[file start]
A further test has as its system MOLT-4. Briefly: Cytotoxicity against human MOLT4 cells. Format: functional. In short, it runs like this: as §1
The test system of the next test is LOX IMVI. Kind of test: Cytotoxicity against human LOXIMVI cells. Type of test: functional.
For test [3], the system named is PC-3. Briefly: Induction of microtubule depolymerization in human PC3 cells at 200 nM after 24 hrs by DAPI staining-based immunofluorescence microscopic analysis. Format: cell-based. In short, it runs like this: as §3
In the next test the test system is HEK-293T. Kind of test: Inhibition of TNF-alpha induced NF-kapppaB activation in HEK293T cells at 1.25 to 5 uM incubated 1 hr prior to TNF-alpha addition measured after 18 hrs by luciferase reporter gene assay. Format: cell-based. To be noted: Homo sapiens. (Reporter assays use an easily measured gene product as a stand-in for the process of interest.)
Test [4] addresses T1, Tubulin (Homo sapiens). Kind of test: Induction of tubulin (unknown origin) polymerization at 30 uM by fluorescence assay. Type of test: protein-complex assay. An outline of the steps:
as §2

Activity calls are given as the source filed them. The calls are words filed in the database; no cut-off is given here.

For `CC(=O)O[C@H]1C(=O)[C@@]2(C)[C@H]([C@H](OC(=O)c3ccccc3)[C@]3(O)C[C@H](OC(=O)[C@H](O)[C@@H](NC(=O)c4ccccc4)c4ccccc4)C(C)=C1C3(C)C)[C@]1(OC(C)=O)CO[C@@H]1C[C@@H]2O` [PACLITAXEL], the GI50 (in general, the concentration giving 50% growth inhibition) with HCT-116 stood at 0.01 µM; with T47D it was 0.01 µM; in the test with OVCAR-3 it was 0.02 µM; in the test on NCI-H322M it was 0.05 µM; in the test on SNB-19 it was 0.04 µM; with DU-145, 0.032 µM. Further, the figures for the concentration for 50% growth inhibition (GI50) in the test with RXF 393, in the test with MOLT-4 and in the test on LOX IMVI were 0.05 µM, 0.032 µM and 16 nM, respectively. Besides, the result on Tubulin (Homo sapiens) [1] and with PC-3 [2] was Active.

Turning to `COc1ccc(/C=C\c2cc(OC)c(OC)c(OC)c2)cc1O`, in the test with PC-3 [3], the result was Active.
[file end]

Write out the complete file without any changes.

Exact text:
A further test has as its system MOLT-4. Briefly: Cytotoxicity against human MOLT4 cells. Format: functional. In short, it runs like this: as §1
The test system of the next test is LOX IMVI. Kind of test: Cytotoxicity against human LOXIMVI cells. Type of test: functional.
For test [3], the system named is PC-3. Briefly: Induction of microtubule depolymerization in human PC3 cells at 200 nM after 24 hrs by DAPI staining-based immunofluorescence microscopic analysis. Format: cell-based. In short, it runs like this: as §3
In the next test the test system is HEK-293T. Kind of test: Inhibition of TNF-alpha induced NF-kapppaB activation in HEK293T cells at 1.25 to 5 uM incubated 1 hr prior to TNF-alpha addition measured after 18 hrs by luciferase reporter gene assay. Format: cell-based. To be noted: Homo sapiens. (Reporter assays use an easily measured gene product as a stand-in for the process of interest.)
Test [4] addresses T1, Tubulin (Homo sapiens). Kind of test: Induction of tubulin (unknown origin) polymerization at 30 uM by fluorescence assay. Type of test: protein-complex assay. An outline of the steps:
as §2

Activity calls are given as the source filed them. The calls are words filed in the database; no cut-off is given here.

For `CC(=O)O[C@H]1C(=O)[C@@]2(C)[C@H]([C@H](OC(=O)c3ccccc3)[C@]3(O)C[C@H](OC(=O)[C@H](O)[C@@H](NC(=O)c4ccccc4)c4ccccc4)C(C)=C1C3(C)C)[C@]1(OC(C)=O)CO[C@@H]1C[C@@H]2O` [PACLITAXEL], the GI50 (in general, the concentration giving 50% growth inhibition) with HCT-116 stood at 0.01 µM; with T47D it was 0.01 µM; in the test with OVCAR-3 it was 0.02 µM; in the test on NCI-H322M it was 0.05 µM; in the test on SNB-19 it was 0.04 µM; with DU-145, 0.032 µM. Further, the figures for the concentration for 50% growth inhibition (GI50) in the test with RXF 393, in the test with MOLT-4 and in the test on LOX IMVI were 0.05 µM, 0.032 µM and 16 nM, respectively. Besides, the result on Tubulin (Homo sapiens) [1] and with PC-3 [2] was Active.

Turning to `COc1ccc(/C=C\c2cc(OC)c(OC)c(OC)c2)cc1O`, in the test with PC-3 [3], the result was Active.